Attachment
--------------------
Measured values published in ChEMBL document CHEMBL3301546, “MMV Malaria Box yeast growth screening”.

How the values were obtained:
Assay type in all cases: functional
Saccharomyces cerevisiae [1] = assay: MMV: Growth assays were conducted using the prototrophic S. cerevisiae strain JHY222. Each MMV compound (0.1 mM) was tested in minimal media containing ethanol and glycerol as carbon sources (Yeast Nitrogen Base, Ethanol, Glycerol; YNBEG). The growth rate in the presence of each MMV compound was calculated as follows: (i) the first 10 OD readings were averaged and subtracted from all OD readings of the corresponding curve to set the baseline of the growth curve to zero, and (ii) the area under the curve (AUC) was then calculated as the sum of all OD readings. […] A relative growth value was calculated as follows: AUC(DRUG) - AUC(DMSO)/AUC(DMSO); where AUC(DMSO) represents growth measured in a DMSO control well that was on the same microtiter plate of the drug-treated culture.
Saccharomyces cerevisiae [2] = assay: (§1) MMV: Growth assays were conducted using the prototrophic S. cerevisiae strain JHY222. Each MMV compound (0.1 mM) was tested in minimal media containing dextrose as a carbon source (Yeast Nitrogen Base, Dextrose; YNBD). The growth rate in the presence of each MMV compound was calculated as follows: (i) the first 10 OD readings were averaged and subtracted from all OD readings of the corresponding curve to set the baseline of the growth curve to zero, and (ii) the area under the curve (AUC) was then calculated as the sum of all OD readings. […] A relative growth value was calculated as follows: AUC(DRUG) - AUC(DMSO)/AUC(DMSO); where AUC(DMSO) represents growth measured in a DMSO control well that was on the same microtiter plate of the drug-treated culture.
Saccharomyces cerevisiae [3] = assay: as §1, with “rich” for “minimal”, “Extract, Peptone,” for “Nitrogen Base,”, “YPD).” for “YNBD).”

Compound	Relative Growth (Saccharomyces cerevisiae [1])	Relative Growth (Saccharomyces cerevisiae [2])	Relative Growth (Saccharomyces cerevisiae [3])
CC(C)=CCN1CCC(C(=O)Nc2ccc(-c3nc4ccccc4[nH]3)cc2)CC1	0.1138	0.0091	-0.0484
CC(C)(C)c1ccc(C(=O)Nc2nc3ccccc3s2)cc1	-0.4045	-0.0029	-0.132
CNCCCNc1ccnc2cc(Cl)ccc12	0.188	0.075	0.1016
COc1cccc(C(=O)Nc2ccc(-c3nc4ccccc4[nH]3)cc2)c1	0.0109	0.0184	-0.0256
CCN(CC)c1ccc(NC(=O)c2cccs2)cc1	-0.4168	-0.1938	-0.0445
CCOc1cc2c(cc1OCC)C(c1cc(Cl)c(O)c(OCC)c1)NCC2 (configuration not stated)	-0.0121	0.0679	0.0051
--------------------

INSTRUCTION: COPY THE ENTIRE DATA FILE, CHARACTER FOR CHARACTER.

Measured values published in ChEMBL document CHEMBL3301546, “MMV Malaria Box yeast growth screening”.

How the values were obtained:
Assay type in all cases: functional
Saccharomyces cerevisiae [1] = assay: MMV: Growth assays were conducted using the prototrophic S. cerevisiae strain JHY222. Each MMV compound (0.1 mM) was tested in minimal media containing ethanol and glycerol as carbon sources (Yeast Nitrogen Base, Ethanol, Glycerol; YNBEG). The growth rate in the presence of each MMV compound was calculated as follows: (i) the first 10 OD readings were averaged and subtracted from all OD readings of the corresponding curve to set the baseline of the growth curve to zero, and (ii) the area under the curve (AUC) was then calculated as the sum of all OD readings. […] A relative growth value was calculated as follows: AUC(DRUG) - AUC(DMSO)/AUC(DMSO); where AUC(DMSO) represents growth measured in a DMSO control well that was on the same microtiter plate of the drug-treated culture.
Saccharomyces cerevisiae [2] = assay: (§1) MMV: Growth assays were conducted using the prototrophic S. cerevisiae strain JHY222. Each MMV compound (0.1 mM) was tested in minimal media containing dextrose as a carbon source (Yeast Nitrogen Base, Dextrose; YNBD). The growth rate in the presence of each MMV compound was calculated as follows: (i) the first 10 OD readings were averaged and subtracted from all OD readings of the corresponding curve to set the baseline of the growth curve to zero, and (ii) the area under the curve (AUC) was then calculated as the sum of all OD readings. […] A relative growth value was calculated as follows: AUC(DRUG) - AUC(DMSO)/AUC(DMSO); where AUC(DMSO) represents growth measured in a DMSO control well that was on the same microtiter plate of the drug-treated culture.
Saccharomyces cerevisiae [3] = assay: as §1, with “rich” for “minimal”, “Extract, Peptone,” for “Nitrogen Base,”, “YPD).” for “YNBD).”

Compound	Relative Growth (Saccharomyces cerevisiae [1])	Relative Growth (Saccharomyces cerevisiae [2])	Relative Growth (Saccharomyces cerevisiae [3])
CC(C)=CCN1CCC(C(=O)Nc2ccc(-c3nc4ccccc4[nH]3)cc2)CC1	0.1138	0.0091	-0.0484
CC(C)(C)c1ccc(C(=O)Nc2nc3ccccc3s2)cc1	-0.4045	-0.0029	-0.132
CNCCCNc1ccnc2cc(Cl)ccc12	0.188	0.075	0.1016
COc1cccc(C(=O)Nc2ccc(-c3nc4ccccc4[nH]3)cc2)c1	0.0109	0.0184	-0.0256
CCN(CC)c1ccc(NC(=O)c2cccs2)cc1	-0.4168	-0.1938	-0.0445
CCOc1cc2c(cc1OCC)C(c1cc(Cl)c(O)c(OCC)c1)NCC2 (configuration not stated)	-0.0121	0.0679	0.0051